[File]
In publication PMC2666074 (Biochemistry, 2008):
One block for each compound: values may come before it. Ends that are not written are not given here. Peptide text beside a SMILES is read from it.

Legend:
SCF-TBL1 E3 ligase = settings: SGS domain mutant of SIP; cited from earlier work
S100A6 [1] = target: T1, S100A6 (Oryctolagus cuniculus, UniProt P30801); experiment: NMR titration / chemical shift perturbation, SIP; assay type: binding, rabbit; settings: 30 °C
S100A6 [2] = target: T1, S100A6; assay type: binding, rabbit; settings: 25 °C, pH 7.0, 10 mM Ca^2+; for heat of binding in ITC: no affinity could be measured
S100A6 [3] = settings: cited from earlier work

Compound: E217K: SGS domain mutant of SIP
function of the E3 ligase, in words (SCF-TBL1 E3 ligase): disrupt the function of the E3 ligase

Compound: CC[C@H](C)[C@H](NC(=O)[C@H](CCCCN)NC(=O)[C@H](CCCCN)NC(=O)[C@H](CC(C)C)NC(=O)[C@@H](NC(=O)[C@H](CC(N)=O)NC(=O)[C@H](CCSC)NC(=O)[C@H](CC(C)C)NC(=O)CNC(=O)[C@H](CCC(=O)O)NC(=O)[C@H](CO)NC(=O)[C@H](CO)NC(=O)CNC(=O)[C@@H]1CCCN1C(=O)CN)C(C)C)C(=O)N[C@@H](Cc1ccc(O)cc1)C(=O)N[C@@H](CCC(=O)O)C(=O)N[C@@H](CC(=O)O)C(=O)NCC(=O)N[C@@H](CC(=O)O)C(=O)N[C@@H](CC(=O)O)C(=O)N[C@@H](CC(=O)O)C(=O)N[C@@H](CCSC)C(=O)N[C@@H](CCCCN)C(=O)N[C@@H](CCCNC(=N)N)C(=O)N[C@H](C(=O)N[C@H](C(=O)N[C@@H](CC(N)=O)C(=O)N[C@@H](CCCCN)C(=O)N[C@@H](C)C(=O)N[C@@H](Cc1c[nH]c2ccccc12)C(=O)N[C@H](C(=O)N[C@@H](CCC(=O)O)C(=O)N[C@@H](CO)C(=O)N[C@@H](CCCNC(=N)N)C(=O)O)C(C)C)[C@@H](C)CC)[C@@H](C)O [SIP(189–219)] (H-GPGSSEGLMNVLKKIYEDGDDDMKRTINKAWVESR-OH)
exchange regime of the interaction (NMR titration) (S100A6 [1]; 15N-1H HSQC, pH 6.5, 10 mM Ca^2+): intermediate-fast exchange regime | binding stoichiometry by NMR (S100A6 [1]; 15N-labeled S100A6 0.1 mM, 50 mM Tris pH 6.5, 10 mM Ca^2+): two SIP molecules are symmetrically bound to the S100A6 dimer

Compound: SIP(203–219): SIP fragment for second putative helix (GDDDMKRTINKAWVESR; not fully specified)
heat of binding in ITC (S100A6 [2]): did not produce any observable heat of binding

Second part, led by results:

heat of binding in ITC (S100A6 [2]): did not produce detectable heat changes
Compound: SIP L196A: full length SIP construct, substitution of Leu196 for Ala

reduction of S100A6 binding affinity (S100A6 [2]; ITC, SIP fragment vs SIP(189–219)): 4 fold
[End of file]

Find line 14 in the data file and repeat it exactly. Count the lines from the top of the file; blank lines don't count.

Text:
Second part, led by results: